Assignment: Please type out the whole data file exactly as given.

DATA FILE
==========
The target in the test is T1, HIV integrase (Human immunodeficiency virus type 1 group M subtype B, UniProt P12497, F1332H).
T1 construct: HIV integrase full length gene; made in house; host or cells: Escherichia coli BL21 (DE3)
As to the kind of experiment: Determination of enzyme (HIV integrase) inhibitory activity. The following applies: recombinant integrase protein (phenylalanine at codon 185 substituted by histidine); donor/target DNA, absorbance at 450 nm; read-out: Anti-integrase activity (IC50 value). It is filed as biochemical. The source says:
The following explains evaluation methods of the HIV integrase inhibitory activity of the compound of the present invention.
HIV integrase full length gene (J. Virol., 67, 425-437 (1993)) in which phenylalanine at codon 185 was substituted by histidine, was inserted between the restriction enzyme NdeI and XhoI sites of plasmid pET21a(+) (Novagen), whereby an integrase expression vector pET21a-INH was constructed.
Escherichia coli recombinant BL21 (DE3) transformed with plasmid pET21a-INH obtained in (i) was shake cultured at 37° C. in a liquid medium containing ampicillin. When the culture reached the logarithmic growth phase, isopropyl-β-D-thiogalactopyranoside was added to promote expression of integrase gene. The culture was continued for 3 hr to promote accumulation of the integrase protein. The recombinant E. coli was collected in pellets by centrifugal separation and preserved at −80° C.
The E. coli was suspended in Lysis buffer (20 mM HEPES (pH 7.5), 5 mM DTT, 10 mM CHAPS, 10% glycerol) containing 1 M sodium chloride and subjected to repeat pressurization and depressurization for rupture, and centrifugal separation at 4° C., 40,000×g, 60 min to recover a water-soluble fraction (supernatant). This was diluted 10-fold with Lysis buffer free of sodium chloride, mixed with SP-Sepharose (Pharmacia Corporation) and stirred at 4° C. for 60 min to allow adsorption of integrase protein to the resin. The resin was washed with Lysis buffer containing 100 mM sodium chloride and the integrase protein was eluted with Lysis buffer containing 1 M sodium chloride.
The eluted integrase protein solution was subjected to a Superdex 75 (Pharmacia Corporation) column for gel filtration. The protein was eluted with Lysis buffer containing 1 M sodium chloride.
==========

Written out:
The target in the test is T1, HIV integrase (Human immunodeficiency virus type 1 group M subtype B, UniProt P12497, F1332H).
T1 construct: HIV integrase full length gene; made in house; host or cells: Escherichia coli BL21 (DE3)
As to the kind of experiment: Determination of enzyme (HIV integrase) inhibitory activity. The following applies: recombinant integrase protein (phenylalanine at codon 185 substituted by histidine); donor/target DNA, absorbance at 450 nm; read-out: Anti-integrase activity (IC50 value). It is filed as biochemical. The source says:
The following explains evaluation methods of the HIV integrase inhibitory activity of the compound of the present invention.
HIV integrase full length gene (J. Virol., 67, 425-437 (1993)) in which phenylalanine at codon 185 was substituted by histidine, was inserted between the restriction enzyme NdeI and XhoI sites of plasmid pET21a(+) (Novagen), whereby an integrase expression vector pET21a-INH was constructed.
Escherichia coli recombinant BL21 (DE3) transformed with plasmid pET21a-INH obtained in (i) was shake cultured at 37° C. in a liquid medium containing ampicillin. When the culture reached the logarithmic growth phase, isopropyl-β-D-thiogalactopyranoside was added to promote expression of integrase gene. The culture was continued for 3 hr to promote accumulation of the integrase protein. The recombinant E. coli was collected in pellets by centrifugal separation and preserved at −80° C.
The E. coli was suspended in Lysis buffer (20 mM HEPES (pH 7.5), 5 mM DTT, 10 mM CHAPS, 10% glycerol) containing 1 M sodium chloride and subjected to repeat pressurization and depressurization for rupture, and centrifugal separation at 4° C., 40,000×g, 60 min to recover a water-soluble fraction (supernatant). This was diluted 10-fold with Lysis buffer free of sodium chloride, mixed with SP-Sepharose (Pharmacia Corporation) and stirred at 4° C. for 60 min to allow adsorption of integrase protein to the resin. The resin was washed with Lysis buffer containing 100 mM sodium chloride and the integrase protein was eluted with Lysis buffer containing 1 M sodium chloride.
The eluted integrase protein solution was subjected to a Superdex 75 (Pharmacia Corporation) column for gel filtration. The protein was eluted with Lysis buffer containing 1 M sodium chloride.